Wallace was the first to speak. He noted that the Triangle Route accounts for 13 percent of all traffic on the state’s ferry system.

He reminded the legislators that they commissioned the UW Evans School study, but the current budget does not implement any of its recommendations, and the proposed new schedule makes no use of them.

“We believe the concepts in that study could pay off in the long run for every single ferry community in the system,” he said.

He also thanked Rep. Jesse Young, (R-Gig Harbor) for cosponsoring, HB 1189, with Vashon’s representatives, Joe Fitzgibbon (D-Burien) and Eileen Cody (D-West Seattle). The bill concerns ferry service performance measures and would implement a provision to measure how many passengers and cars are moved on Washington’s ferries.

“There is no such goal setting now,” he said. “And after all, it is a transportation system for people and cars, and it should be measuring that. You should ask the ferry system to be accountable for its primary function.”

Chief Charlie Krimmert followed Wallace. Afterward, he said spoke briefly about why he attended.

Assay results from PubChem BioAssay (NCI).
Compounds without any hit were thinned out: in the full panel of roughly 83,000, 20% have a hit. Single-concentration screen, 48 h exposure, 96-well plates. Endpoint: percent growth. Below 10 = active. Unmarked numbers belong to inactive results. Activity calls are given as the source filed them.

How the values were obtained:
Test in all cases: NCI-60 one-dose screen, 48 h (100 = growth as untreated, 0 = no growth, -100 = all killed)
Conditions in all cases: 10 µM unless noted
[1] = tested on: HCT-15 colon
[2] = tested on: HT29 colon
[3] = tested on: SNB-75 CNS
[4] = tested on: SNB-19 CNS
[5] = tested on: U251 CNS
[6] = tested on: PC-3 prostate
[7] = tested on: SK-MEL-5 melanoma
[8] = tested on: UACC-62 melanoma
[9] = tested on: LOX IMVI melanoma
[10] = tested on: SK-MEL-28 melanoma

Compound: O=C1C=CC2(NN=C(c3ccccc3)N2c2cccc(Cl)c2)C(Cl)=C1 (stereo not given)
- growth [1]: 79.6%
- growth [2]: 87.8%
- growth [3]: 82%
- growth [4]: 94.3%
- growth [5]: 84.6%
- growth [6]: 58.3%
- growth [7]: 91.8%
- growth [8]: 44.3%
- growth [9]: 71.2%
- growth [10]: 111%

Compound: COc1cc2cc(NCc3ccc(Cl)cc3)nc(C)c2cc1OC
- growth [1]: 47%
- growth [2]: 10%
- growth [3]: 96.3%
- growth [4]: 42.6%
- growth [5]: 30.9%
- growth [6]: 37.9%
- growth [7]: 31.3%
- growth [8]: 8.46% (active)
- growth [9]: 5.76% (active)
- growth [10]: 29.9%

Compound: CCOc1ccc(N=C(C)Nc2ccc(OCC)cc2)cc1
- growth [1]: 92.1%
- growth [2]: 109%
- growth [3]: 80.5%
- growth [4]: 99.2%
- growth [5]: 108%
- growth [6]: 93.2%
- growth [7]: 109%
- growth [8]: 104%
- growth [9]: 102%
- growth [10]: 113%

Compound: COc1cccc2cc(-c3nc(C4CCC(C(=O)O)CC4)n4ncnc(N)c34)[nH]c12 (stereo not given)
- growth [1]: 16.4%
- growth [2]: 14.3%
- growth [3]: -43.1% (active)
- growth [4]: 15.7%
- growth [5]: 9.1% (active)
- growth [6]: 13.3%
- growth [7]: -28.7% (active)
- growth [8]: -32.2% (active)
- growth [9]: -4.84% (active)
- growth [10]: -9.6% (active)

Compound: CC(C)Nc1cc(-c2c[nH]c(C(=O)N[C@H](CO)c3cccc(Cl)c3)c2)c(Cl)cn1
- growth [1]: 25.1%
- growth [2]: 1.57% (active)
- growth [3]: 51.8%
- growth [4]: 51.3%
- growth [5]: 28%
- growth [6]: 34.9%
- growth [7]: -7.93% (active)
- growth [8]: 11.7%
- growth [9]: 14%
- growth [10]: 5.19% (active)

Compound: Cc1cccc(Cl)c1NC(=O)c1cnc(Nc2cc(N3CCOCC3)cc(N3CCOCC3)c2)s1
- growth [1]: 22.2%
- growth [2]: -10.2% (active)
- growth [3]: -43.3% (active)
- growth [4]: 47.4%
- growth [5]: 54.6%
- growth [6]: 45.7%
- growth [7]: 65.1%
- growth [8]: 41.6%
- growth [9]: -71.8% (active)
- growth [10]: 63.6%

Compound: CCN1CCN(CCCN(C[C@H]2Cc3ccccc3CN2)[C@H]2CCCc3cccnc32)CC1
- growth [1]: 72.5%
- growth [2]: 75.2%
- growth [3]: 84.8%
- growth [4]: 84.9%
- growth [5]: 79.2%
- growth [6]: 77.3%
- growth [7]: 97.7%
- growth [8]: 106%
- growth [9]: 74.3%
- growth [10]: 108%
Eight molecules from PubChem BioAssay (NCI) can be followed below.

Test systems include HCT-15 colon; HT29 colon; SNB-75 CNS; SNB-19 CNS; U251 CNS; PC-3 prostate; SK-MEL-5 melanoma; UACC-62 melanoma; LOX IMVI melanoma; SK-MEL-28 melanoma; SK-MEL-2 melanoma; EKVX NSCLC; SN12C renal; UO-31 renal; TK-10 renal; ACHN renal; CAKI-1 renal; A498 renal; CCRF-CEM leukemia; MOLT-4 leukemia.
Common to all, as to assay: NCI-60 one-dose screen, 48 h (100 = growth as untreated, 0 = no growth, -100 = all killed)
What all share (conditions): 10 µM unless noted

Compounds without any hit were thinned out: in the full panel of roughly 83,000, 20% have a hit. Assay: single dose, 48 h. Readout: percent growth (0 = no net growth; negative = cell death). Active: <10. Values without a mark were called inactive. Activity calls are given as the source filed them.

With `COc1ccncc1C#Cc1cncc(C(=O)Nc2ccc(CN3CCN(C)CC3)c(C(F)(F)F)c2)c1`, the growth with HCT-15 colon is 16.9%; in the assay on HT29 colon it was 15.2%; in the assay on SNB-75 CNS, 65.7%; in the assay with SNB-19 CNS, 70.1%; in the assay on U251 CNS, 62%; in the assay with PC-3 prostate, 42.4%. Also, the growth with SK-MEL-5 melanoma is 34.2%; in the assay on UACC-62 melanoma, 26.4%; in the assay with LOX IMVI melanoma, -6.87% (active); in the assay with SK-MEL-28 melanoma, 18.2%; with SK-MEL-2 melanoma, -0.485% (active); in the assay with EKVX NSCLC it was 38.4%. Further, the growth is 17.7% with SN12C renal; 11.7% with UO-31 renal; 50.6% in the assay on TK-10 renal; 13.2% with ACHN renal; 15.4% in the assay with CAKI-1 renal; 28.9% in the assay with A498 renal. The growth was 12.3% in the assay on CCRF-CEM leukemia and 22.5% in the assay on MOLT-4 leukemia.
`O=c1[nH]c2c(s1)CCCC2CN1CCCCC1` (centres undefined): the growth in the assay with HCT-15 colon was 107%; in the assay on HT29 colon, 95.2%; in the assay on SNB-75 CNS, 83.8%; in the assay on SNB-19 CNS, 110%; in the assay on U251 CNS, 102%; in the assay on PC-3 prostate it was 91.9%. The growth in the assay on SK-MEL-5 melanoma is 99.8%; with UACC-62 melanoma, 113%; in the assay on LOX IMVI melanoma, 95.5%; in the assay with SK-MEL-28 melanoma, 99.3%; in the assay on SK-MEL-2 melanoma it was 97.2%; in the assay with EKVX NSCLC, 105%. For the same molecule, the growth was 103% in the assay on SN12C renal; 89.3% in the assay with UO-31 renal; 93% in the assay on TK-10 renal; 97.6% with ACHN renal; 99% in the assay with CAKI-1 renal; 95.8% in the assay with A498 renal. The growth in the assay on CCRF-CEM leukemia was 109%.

“Like it or not, Ferries is our partner in emergency care, and anything we can do to foster a more timely response from them is to everybody’s advantage,” he said.

During his testimony, he told the Transportation Commission members that he was there in support of implementing the Evans School recommendations for the benefit of all three communities on the Triangle Route.

He stressed that for Vashon, ferry sailings are not a convenience, as they are in some communities, but essential.

“If the state chooses to be the sole provider of access, it must constantly remind itself that it is the sole provider of access,” he said.

Regarding emergency medical transports, he said that he fears the new schedule will create more schedule disruptions as sailings from Vashon have been reduced and times between them vary dramatically.